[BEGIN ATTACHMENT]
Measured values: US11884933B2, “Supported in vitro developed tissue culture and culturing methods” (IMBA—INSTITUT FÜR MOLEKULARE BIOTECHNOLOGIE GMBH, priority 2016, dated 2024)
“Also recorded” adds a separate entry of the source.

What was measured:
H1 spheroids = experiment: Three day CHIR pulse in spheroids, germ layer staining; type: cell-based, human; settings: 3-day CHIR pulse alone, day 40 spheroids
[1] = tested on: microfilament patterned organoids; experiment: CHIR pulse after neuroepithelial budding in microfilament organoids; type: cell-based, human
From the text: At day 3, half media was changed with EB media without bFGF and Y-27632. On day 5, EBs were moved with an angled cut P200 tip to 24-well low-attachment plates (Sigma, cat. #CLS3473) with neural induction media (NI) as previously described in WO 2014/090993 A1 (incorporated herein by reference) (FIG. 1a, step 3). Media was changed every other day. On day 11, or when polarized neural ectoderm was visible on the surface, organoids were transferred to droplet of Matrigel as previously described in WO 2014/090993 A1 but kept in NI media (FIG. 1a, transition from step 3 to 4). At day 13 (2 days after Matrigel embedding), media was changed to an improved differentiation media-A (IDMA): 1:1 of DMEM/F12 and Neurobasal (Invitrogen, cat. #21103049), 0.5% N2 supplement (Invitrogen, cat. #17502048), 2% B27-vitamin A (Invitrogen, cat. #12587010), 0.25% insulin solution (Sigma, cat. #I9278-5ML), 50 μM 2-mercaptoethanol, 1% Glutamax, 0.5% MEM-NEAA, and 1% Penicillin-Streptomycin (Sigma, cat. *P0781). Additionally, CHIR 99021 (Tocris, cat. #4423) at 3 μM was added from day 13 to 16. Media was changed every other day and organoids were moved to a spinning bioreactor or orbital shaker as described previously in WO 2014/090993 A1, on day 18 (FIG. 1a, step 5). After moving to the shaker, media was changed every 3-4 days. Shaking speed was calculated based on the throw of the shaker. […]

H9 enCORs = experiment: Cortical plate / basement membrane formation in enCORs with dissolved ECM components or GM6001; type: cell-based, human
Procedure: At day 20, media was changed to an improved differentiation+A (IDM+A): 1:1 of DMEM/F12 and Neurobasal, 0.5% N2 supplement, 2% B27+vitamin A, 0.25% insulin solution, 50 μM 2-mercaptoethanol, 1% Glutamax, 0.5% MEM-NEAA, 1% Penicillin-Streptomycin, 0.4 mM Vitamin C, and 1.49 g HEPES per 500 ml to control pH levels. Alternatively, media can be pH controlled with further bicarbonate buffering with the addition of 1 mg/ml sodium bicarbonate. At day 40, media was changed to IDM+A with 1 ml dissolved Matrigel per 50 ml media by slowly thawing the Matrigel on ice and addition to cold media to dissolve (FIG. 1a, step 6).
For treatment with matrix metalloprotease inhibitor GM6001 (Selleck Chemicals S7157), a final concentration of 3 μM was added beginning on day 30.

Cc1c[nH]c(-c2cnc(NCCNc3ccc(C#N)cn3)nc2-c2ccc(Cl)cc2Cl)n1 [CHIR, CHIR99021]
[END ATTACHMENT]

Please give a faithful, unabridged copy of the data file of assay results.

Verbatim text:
Measured values: US11884933B2, “Supported in vitro developed tissue culture and culturing methods” (IMBA—INSTITUT FÜR MOLEKULARE BIOTECHNOLOGIE GMBH, priority 2016, dated 2024)
“Also recorded” adds a separate entry of the source.

What was measured:
H1 spheroids = experiment: Three day CHIR pulse in spheroids, germ layer staining; type: cell-based, human; settings: 3-day CHIR pulse alone, day 40 spheroids
[1] = tested on: microfilament patterned organoids; experiment: CHIR pulse after neuroepithelial budding in microfilament organoids; type: cell-based, human
From the text: At day 3, half media was changed with EB media without bFGF and Y-27632. On day 5, EBs were moved with an angled cut P200 tip to 24-well low-attachment plates (Sigma, cat. #CLS3473) with neural induction media (NI) as previously described in WO 2014/090993 A1 (incorporated herein by reference) (FIG. 1a, step 3). Media was changed every other day. On day 11, or when polarized neural ectoderm was visible on the surface, organoids were transferred to droplet of Matrigel as previously described in WO 2014/090993 A1 but kept in NI media (FIG. 1a, transition from step 3 to 4). At day 13 (2 days after Matrigel embedding), media was changed to an improved differentiation media-A (IDMA): 1:1 of DMEM/F12 and Neurobasal (Invitrogen, cat. #21103049), 0.5% N2 supplement (Invitrogen, cat. #17502048), 2% B27-vitamin A (Invitrogen, cat. #12587010), 0.25% insulin solution (Sigma, cat. #I9278-5ML), 50 μM 2-mercaptoethanol, 1% Glutamax, 0.5% MEM-NEAA, and 1% Penicillin-Streptomycin (Sigma, cat. *P0781). Additionally, CHIR 99021 (Tocris, cat. #4423) at 3 μM was added from day 13 to 16. Media was changed every other day and organoids were moved to a spinning bioreactor or orbital shaker as described previously in WO 2014/090993 A1, on day 18 (FIG. 1a, step 5). After moving to the shaker, media was changed every 3-4 days. Shaking speed was calculated based on the throw of the shaker. […]

H9 enCORs = experiment: Cortical plate / basement membrane formation in enCORs with dissolved ECM components or GM6001; type: cell-based, human
Procedure: At day 20, media was changed to an improved differentiation+A (IDM+A): 1:1 of DMEM/F12 and Neurobasal, 0.5% N2 supplement, 2% B27+vitamin A, 0.25% insulin solution, 50 μM 2-mercaptoethanol, 1% Glutamax, 0.5% MEM-NEAA, 1% Penicillin-Streptomycin, 0.4 mM Vitamin C, and 1.49 g HEPES per 500 ml to control pH levels. Alternatively, media can be pH controlled with further bicarbonate buffering with the addition of 1 mg/ml sodium bicarbonate. At day 40, media was changed to IDM+A with 1 ml dissolved Matrigel per 50 ml media by slowly thawing the Matrigel on ice and addition to cold media to dissolve (FIG. 1a, step 6).
For treatment with matrix metalloprotease inhibitor GM6001 (Selleck Chemicals S7157), a final concentration of 3 μM was added beginning on day 30.

Cc1c[nH]c(-c2cnc(NCCNc3ccc(C#N)cn3)nc2-c2ccc(Cl)cc2Cl)n1 [CHIR, CHIR99021]